They awoke at dawn bathed in sun and the next day was spent fighting up a series of tricky rock chimneys and tenuous ice. After some sporadic rests they climbed well into the night to finally stumble across a cave which offered a much needed bivi. "I have never been so delighted. The hour was late and sleep was much needed. We had been on the go for 40+ hrs with only a few of sleep" explained Jennings. The two dropped off to sleep as the sun rose and rested little at their "Hideaway bivi" since the heat of the sun began to melt the ice and the two realized that either they move immediately, or wait half a day for cooler temperatures with the possibility of the pitch melting out entirely. They opted to continue and Jennings launched upwards into the third day of their climb, up melting névé to then climb another pitch of crumbly rock. Another two difficult pitches, one of which required A1 aid, gave access to the ridge. This proved trickier then they had thought and after traversing out onto the East Face they eventually returned to the ridge while watching "the most magnificent sight of the entire journey. Everything had been so synchronistic to this point it seemed so fitting as to be granted a view of the Northern lights on the summit push. Our dreams were coming true, the stars had aligned, the heavens had shined down and we were on our way to the summit. I shed a brief tear and continued on."
The duo reached the summit at 4:20am and Jennings stated "19 years in the making had come to fruition. We stood atop our dreams after only giving ourselves a 5% chance in hell. Everything that led up to this moment seemed destined. I’ve never felt so connected to fate. A storm was brewing to the West and the wind was cold. We took the mandatory summit photos and I began down the South Ridge. After 100’ I turned and snapped a few more photos showing my tracks leading back alongside the rope to Kevin's headlamp shining from the highest point. I then turned and headed down. After 10 minutes I met up with the Chicas (Kim Hall and Jewel Lund, who had ascended the Escalator route days earlier, Ed) tracks and felt a sense of relief knowing someone had been here before and that we were on our way home." The descent, though long, proved uneventful and they eventually returned to their camp, 81 hours after having set off. A few days later a storm engulfed the area for the next two days.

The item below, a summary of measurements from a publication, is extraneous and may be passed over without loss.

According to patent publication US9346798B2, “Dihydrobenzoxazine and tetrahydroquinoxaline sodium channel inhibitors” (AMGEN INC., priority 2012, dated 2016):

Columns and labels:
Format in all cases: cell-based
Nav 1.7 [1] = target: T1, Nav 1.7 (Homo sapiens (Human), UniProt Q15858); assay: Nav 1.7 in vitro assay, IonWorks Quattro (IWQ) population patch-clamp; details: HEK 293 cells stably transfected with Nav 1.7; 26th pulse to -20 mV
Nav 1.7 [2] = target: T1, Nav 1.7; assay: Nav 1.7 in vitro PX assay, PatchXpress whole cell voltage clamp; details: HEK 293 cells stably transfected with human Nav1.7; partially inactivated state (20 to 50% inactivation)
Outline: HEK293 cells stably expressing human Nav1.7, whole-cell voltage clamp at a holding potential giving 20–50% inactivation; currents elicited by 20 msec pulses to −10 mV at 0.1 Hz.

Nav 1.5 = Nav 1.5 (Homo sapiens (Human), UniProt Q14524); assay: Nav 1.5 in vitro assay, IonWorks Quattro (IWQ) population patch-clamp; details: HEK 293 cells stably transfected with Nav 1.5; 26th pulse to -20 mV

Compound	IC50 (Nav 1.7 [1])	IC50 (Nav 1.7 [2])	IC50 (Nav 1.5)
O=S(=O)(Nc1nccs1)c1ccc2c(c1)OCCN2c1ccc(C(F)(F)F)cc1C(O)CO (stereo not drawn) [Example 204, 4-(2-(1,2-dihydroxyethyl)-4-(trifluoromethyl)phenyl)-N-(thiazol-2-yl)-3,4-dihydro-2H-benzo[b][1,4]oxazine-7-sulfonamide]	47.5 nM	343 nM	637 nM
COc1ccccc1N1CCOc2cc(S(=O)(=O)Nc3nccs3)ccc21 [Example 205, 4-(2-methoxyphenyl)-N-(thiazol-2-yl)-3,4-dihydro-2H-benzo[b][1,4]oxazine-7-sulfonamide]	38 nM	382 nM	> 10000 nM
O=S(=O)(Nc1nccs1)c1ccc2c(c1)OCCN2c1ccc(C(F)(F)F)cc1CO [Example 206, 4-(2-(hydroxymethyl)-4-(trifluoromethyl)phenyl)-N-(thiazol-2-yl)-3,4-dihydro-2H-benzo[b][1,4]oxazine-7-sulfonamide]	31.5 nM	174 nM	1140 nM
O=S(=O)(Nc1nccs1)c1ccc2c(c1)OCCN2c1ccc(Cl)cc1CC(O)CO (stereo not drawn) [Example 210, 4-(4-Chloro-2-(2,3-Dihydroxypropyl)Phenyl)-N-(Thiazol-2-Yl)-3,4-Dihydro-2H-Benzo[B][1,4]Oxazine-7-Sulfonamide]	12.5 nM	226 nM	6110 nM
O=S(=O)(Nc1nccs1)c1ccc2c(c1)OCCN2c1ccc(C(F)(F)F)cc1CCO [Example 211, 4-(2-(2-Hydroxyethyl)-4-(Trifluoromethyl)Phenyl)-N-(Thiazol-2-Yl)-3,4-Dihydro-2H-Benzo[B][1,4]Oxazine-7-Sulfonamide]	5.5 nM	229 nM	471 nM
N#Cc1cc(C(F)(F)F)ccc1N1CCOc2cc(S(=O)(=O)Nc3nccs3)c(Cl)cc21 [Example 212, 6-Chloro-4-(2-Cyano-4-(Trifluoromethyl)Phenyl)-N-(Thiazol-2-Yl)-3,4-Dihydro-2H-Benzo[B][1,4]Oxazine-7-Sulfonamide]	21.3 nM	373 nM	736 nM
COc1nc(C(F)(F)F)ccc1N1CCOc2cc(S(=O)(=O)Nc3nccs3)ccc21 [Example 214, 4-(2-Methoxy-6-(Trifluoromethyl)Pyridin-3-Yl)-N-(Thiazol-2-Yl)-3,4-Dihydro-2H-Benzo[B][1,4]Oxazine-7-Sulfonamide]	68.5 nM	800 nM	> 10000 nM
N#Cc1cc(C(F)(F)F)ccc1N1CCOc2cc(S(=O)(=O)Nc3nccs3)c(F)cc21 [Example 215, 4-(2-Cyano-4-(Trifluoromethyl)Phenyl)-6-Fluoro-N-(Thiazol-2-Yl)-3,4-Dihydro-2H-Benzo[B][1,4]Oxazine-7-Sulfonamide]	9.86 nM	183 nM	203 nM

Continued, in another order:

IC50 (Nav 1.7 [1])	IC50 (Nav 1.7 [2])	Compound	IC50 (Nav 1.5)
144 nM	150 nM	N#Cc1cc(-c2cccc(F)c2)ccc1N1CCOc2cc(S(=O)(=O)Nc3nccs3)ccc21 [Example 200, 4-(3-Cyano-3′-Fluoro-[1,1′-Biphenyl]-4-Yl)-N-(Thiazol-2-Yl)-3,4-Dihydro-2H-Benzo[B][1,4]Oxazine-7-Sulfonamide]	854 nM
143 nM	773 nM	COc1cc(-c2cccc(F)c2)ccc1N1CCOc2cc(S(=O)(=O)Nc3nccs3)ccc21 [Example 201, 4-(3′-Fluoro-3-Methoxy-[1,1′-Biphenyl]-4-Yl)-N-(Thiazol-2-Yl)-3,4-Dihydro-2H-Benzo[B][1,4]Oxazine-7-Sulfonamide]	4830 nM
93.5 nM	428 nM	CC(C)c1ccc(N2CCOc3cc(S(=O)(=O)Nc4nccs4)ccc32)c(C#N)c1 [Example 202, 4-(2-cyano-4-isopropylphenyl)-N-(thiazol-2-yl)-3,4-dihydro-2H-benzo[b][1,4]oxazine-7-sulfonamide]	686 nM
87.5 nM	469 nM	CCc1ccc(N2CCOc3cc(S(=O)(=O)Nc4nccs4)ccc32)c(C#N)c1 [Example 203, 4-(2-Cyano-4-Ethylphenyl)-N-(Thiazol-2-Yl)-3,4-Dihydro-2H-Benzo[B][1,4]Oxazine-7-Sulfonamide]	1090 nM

Commenting on their success, Jennigs concluded "Conditions on the wall were exactly what we had hoped for although more protection would have been appreciated. We did come prepared to run it out and possibly simul-climb long stretches on névé but I don’t believe either of us truly understood the length these pitches would extend to. After the climb we agreed our training on choss rock in Redstone CO over the years was invaluable on the bad rock sections as was our training linking multiple big ice routes in the Ouray/Telluride region in years past. Our thin ice ascent of the Window pain on Longs Peak this year gave us the confidence to climb non protected AI5+ since the picks felt so bomber and our 20+ years of climbing together gave us the trust in our partner required to simul climb hundreds of feet with no protection between us. I never once thought about my partner falling during the Névé Highway pitches and that takes a strong partnership with a lot of trust."
“During this trip we often spoke of and to the spirits of Orgler and Mugs to help guide us through a clean, light and fast ascent. In the end the beauty of the line, more than anything, and perhaps it’s absence from historical mention intrigued us enough to build the required skills we believed may present us with the possibility of completing an ascent. Our ideals, built on the foundations of climbers such as Mugs, Orgler, Tackle and our own local hero Michael Kennedy among others, helped us to attain the Mugs Stump Award and in turn to make the journey to attempt this beautiful line which financially would have been impossible without the help of the generous donors to the Award who we will be forever grateful too."
Stairway to Heaven
Mount Johnson North Face, Alaska
1 - 4 May 2014 Ryan Jennings and Kevin Cooper
Grade: A1, M6, WI4, AI5+, X
Note: just one rock piton was left on the route